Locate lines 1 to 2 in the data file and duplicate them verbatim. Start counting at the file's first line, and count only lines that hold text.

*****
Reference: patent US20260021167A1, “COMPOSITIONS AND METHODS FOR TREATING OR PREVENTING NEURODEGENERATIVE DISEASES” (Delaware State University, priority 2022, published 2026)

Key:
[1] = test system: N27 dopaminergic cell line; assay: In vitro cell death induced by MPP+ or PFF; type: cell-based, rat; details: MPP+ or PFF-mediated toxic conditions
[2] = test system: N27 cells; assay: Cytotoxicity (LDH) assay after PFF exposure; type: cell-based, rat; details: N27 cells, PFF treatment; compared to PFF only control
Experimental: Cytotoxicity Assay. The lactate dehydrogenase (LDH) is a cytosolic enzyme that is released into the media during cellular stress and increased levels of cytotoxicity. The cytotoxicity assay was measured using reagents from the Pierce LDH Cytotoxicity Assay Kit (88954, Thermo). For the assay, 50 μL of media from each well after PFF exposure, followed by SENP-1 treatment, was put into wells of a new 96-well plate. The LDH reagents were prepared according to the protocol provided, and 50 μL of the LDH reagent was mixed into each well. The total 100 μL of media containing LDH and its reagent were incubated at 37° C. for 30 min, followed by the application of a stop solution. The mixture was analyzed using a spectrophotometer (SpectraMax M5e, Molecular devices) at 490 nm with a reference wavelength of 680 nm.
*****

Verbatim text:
Reference: patent US20260021167A1, “COMPOSITIONS AND METHODS FOR TREATING OR PREVENTING NEURODEGENERATIVE DISEASES” (Delaware State University, priority 2022, published 2026)

Key: